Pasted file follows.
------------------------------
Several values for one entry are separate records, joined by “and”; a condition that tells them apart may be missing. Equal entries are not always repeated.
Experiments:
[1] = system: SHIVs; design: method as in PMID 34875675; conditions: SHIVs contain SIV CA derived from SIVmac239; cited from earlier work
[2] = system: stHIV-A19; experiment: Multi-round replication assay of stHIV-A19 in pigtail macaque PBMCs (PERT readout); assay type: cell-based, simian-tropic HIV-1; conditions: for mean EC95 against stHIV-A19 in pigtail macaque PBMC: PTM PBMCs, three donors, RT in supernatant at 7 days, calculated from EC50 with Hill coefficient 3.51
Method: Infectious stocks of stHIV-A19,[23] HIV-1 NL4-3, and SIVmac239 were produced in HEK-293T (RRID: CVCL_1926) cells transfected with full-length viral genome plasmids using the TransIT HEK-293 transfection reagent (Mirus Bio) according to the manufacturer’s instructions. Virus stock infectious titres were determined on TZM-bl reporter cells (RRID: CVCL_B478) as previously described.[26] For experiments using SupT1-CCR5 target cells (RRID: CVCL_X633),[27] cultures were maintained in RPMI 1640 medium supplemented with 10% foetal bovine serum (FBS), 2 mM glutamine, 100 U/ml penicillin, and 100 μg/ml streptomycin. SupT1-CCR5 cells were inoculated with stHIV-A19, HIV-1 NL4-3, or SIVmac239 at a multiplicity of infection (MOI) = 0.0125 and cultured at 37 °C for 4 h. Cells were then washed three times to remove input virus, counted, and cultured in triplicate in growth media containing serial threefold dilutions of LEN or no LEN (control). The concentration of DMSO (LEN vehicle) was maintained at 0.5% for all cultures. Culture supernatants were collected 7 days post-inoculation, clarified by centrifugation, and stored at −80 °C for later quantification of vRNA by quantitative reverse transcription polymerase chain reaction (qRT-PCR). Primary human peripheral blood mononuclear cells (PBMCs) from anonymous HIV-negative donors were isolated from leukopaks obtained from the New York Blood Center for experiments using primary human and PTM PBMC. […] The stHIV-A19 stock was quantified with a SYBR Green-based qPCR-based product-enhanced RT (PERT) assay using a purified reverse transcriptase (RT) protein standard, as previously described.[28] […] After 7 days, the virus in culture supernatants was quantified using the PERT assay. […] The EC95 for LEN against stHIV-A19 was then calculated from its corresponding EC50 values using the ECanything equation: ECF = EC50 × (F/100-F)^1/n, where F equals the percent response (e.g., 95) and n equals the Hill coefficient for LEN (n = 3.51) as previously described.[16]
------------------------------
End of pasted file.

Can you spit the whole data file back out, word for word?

Several values for one entry are separate records, joined by “and”; a condition that tells them apart may be missing. Equal entries are not always repeated.
Experiments:
[1] = system: SHIVs; design: method as in PMID 34875675; conditions: SHIVs contain SIV CA derived from SIVmac239; cited from earlier work
[2] = system: stHIV-A19; experiment: Multi-round replication assay of stHIV-A19 in pigtail macaque PBMCs (PERT readout); assay type: cell-based, simian-tropic HIV-1; conditions: for mean EC95 against stHIV-A19 in pigtail macaque PBMC: PTM PBMCs, three donors, RT in supernatant at 7 days, calculated from EC50 with Hill coefficient 3.51
Method: Infectious stocks of stHIV-A19,[23] HIV-1 NL4-3, and SIVmac239 were produced in HEK-293T (RRID: CVCL_1926) cells transfected with full-length viral genome plasmids using the TransIT HEK-293 transfection reagent (Mirus Bio) according to the manufacturer’s instructions. Virus stock infectious titres were determined on TZM-bl reporter cells (RRID: CVCL_B478) as previously described.[26] For experiments using SupT1-CCR5 target cells (RRID: CVCL_X633),[27] cultures were maintained in RPMI 1640 medium supplemented with 10% foetal bovine serum (FBS), 2 mM glutamine, 100 U/ml penicillin, and 100 μg/ml streptomycin. SupT1-CCR5 cells were inoculated with stHIV-A19, HIV-1 NL4-3, or SIVmac239 at a multiplicity of infection (MOI) = 0.0125 and cultured at 37 °C for 4 h. Cells were then washed three times to remove input virus, counted, and cultured in triplicate in growth media containing serial threefold dilutions of LEN or no LEN (control). The concentration of DMSO (LEN vehicle) was maintained at 0.5% for all cultures. Culture supernatants were collected 7 days post-inoculation, clarified by centrifugation, and stored at −80 °C for later quantification of vRNA by quantitative reverse transcription polymerase chain reaction (qRT-PCR). Primary human peripheral blood mononuclear cells (PBMCs) from anonymous HIV-negative donors were isolated from leukopaks obtained from the New York Blood Center for experiments using primary human and PTM PBMC. […] The stHIV-A19 stock was quantified with a SYBR Green-based qPCR-based product-enhanced RT (PERT) assay using a purified reverse transcriptase (RT) protein standard, as previously described.[28] […] After 7 days, the virus in culture supernatants was quantified using the PERT assay. […] The EC95 for LEN against stHIV-A19 was then calculated from its corresponding EC50 values using the ECanything equation: ECF = EC50 × (F/100-F)^1/n, where F equals the percent response (e.g., 95) and n equals the Hill coefficient for LEN (n = 3.51) as previously described.[16]